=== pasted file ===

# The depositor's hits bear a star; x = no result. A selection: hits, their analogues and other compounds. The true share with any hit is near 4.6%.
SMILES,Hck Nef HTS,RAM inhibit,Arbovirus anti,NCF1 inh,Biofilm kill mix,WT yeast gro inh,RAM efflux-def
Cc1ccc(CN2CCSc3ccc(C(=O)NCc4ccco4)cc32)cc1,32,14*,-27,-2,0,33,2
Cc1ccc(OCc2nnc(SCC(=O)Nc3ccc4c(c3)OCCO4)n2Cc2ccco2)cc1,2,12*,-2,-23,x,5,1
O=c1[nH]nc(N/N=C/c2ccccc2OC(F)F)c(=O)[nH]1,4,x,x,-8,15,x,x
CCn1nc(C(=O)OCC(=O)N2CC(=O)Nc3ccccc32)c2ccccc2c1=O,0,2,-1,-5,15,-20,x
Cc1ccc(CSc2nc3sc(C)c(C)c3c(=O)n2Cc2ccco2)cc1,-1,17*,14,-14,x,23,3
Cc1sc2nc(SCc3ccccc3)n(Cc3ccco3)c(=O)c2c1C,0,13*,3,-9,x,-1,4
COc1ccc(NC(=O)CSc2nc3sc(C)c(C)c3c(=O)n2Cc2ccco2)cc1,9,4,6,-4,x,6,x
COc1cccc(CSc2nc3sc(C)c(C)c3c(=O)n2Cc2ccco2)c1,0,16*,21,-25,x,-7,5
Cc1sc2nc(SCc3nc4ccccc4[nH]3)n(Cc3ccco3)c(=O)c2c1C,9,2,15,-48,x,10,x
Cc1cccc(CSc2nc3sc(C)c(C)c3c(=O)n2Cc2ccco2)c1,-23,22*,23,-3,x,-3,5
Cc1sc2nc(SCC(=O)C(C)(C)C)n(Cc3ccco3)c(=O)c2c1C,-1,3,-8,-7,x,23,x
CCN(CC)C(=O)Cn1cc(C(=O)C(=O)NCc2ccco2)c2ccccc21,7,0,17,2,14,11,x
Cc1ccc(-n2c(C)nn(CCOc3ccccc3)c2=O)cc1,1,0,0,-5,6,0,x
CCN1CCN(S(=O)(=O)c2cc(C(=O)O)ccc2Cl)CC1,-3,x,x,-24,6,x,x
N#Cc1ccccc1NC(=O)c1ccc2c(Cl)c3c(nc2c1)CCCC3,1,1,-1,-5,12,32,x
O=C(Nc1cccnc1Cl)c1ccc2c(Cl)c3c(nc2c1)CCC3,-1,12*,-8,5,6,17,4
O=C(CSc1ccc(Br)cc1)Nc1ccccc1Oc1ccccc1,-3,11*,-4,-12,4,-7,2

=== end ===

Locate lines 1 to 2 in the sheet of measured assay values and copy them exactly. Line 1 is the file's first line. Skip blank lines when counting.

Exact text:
# The depositor's hits bear a star; x = no result. A selection: hits, their analogues and other compounds. The true share with any hit is near 4.6%.
SMILES,Hck Nef HTS,RAM inhibit,Arbovirus anti,NCF1 inh,Biofilm kill mix,WT yeast gro inh,RAM efflux-def